Cross-platform floating point behavior

Andreas Raab andreas.raab at
Sat Nov 19 00:43:46 UTC 2005

Hi Folks,

I had quite a bit of fun with trying to achieve bit-identical floating 
point behavior across platforms for Croquet. Turns out our claim about 
"bit identical" behavior is not so bit-identical when it comes to 
floating point after all. Reading up on IEEE754 and some of the more 
interesting fpu options like extended internal fpu accuracy or fused 
multiply-add (all of which are "consistent" with IEEE754 although 
delivering different results) I have found a wonderful little library 
( which deals very well with these issues. 
Using it, I have been able to get truly bit-identical results between 
x87 and PPC and I think it likely that other architectures (Sparc, Arm, 
Mips) can be made to work with this library as well.

Which raises an interesting question: Should we change the VM so that by 
default we *always* use that library? It would mean replacing our 
boiler-plate #include<math.h> by an #include<fdlibm.h> and having to 
link everything (both the VM as well as external plugins if needed) with 
the library, the cost of which is somewhere in the 60kbytes range. 
Together with a few platform specific tweaks (like setting the default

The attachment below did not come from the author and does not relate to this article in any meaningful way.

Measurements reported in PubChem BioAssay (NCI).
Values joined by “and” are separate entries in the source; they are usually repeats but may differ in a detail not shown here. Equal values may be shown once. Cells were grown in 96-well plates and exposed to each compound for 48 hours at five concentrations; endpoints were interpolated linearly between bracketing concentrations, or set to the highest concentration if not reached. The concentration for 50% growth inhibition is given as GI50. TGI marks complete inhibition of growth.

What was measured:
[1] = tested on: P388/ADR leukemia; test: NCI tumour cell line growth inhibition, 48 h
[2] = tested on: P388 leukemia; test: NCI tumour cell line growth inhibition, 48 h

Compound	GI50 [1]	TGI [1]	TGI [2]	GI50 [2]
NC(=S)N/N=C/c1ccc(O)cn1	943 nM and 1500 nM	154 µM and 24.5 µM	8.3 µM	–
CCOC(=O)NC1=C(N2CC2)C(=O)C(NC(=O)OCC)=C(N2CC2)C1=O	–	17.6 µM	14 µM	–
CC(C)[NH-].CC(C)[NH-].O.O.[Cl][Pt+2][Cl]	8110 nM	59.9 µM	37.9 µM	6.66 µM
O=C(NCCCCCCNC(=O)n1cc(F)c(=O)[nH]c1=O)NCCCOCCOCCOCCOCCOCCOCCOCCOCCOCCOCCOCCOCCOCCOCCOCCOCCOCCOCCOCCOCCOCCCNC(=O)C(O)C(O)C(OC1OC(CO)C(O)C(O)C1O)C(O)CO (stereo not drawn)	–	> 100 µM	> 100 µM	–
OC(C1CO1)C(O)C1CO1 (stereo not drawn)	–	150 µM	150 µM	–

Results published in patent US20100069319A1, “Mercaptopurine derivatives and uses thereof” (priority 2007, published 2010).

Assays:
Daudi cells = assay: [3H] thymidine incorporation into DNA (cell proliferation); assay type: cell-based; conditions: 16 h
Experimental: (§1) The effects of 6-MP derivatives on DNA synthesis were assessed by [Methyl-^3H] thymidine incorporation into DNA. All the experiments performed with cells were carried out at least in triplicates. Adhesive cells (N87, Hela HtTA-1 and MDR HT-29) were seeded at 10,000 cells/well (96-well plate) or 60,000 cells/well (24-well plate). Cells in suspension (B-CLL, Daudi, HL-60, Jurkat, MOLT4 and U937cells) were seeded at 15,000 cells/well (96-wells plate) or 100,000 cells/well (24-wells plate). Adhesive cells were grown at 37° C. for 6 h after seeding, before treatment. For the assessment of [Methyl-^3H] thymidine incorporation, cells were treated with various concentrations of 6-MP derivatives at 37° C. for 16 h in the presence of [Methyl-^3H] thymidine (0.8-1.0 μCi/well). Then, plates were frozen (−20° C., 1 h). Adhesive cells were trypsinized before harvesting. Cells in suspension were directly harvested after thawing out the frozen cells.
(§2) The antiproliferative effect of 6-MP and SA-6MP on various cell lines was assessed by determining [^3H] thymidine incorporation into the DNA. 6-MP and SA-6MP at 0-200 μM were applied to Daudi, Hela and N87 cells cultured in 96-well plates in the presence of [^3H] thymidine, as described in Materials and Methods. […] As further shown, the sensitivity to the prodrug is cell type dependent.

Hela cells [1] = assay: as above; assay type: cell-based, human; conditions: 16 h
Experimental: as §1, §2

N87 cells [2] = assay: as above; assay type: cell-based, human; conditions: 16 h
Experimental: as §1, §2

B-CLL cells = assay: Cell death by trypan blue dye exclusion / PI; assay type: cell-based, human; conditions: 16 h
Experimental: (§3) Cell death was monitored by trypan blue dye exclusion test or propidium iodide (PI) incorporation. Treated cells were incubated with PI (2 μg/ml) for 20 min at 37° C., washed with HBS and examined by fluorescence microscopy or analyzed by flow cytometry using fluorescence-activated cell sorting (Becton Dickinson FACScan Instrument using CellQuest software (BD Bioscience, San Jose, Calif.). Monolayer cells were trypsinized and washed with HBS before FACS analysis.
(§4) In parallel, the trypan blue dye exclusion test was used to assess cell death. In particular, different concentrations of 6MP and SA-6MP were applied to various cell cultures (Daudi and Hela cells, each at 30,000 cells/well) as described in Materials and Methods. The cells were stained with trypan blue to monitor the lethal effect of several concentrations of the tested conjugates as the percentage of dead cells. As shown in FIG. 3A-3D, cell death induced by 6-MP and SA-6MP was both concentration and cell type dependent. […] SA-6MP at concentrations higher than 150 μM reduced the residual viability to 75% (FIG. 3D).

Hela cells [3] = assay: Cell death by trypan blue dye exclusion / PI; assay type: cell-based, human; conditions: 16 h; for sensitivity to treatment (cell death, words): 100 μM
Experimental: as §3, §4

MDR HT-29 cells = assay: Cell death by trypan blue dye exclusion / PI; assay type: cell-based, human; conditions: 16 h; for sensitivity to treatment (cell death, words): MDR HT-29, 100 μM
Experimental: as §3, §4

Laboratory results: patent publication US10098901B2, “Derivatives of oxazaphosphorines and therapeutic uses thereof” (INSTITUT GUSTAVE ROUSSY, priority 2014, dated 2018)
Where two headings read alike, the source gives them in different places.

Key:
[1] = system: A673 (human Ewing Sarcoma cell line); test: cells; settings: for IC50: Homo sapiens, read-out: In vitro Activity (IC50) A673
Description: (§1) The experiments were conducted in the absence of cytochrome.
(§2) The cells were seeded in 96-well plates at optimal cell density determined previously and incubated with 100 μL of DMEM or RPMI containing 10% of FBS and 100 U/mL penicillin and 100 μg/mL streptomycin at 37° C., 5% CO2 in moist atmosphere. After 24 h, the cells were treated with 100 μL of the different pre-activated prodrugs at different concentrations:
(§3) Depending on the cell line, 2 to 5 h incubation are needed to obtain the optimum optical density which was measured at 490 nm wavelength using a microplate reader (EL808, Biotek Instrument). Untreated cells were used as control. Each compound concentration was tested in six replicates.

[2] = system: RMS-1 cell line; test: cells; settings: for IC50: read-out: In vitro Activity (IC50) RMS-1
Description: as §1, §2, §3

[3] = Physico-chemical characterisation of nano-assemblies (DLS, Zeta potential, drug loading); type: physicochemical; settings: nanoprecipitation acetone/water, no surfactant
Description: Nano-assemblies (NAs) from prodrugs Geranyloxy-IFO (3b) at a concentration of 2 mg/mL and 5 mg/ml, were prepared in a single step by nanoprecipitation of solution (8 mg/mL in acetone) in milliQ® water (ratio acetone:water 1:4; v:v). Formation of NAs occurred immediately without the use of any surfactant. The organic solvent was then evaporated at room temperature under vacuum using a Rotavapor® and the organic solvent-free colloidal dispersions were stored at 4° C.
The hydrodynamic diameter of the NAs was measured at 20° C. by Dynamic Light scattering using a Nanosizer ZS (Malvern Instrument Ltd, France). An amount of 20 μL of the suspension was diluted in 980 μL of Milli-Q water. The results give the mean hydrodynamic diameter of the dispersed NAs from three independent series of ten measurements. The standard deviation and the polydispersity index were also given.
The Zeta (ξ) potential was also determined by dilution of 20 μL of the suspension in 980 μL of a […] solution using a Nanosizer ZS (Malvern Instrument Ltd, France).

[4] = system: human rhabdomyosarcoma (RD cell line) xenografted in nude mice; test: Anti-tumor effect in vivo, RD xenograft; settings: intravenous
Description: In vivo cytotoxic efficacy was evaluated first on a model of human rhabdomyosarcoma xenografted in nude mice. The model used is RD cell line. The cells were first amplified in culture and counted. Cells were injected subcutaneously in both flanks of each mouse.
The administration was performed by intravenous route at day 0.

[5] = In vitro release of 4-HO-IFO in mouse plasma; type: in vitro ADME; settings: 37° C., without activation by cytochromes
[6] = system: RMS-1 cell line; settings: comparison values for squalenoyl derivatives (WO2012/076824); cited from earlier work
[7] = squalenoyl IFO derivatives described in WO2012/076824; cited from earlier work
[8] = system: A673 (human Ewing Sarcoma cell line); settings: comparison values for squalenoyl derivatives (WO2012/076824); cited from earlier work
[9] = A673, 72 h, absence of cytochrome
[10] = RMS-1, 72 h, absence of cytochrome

accuracy on x87 to 53 bits mantissa, or disabling fused-madd on PPC) it 
*should* make floating point behave perfectly bit-identically across 

A word about the runtime efficiency: The overhead seems to be fairly 
acceptable for the most common uses. Using the primitives, I have been 
unable to measure noticable differences between the current primitives 
and the fdlibm primitives *except* for the implementation of sqrt(x) 
which appears to be significantly faster in hardware. However, both on 
x87 and PPC it turns out that the results are bit-identical both across 
the architectures as well as in comparison to fdlibm. And that in turn 
means we can use the hardware sqrt directly. Note that none of the other 
implementations give identical results; in particular when it comes to 
boundary or extreme cases (like huge exponents) the results can *vastly* 
differ - up to the point that x87 will tell you that sin(1.0e100) is NaN 
which obviously ridiculous. fdlibm computes this to -0.38 and I have no 
idea if that's to be considered "correct" but at least we get consistent 
results across the various platforms.

What do you think? It is worth using fdlibm generally instead of -lm?

   - Andreas

PS. If somebody has access to Sparc/Mips/Arm I would be interested to 
see how they behave.

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